Here the reporter favors the reader with the reasoning of Judge Washington, which is, no doubt, sound and well expressed, however out of place in the abstract; but he has forgotten to give the decision of the court which rested on this reasoning, viz. that A was a competent witness, the only thing which was important to be stated beyond the circumstances under which the witness was offered.

We could very easily multiply the number of our citations. Indeed there is scarcely a single abstract in the volume which

states the points in the case definitely and tersely, and which is not open to serious objections.

One of the paragraphs in the summary of Boyce v. Anderson, p. 150, is as follows.

"The ancient rule of the law of carriers, that the carrier is liable only for ordinary neglect, does not apply to the conveyance of slaves.

This is directly the reverse of the opinion expressed by the court. C. J. Marshall, in giving the opinion, says, ' But if the court is right in supposing that the strict rule introduced for general commercial objects, does not apply to the conveyance of slaves, the ancient rule “that the carrier is liable only for ordinary neglect, still applies to them.”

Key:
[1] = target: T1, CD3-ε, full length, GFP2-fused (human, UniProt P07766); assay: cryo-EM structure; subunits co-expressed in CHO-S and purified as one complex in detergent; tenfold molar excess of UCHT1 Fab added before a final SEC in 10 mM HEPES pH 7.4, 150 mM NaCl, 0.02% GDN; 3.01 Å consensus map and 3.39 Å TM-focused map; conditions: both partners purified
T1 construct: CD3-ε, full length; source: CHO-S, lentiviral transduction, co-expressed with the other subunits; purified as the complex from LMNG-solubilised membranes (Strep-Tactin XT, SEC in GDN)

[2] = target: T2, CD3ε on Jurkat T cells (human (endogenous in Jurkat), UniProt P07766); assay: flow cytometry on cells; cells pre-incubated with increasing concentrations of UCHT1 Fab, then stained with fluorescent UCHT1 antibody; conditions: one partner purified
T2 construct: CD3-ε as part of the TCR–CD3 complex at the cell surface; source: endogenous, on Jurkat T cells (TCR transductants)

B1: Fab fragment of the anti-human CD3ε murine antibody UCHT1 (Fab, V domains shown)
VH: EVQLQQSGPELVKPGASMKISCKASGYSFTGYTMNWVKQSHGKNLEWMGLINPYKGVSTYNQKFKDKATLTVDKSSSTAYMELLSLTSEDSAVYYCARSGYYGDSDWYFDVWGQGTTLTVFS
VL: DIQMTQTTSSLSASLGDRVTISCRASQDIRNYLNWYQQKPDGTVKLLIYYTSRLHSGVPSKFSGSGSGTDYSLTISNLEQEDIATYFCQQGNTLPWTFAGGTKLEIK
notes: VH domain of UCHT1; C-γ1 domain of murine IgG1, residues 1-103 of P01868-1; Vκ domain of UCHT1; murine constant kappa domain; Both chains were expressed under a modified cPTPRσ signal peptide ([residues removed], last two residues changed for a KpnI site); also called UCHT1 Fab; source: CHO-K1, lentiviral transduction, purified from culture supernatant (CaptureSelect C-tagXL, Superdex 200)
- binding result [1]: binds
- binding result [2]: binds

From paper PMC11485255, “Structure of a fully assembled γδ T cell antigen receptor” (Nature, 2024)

ART. VIII.-NEW HAMPSHIRE CASES. Cases Argued and Determined in the Superior Court of Judi

cature of the state of New Hampshire. Vol. I. Part I. Containing Cases from January to November, 1827. Chester. Currier, French, and Brown. 1829. p. 200.

This is a collection of forty-two cases, ably argued by the counsel, elaborately and learnedly investigated by the court, and skilfully reported. We have rarely taken up a volume of the kind in which the task of the reporter is executed in a better style. The abstracts, particularly, are remarkably well made. Though we have not followed them exactly in our own, yet we have not varied from them, with the expectation of making them better, but partly for conciseness, and partly to adapt them to the object of our work, by taking only the propositions of a general character. Only one of the abstracts struck us as defective, and of the defects of this we have some doubt. It is this, "When a contract not to sue, is to be construed as a release.'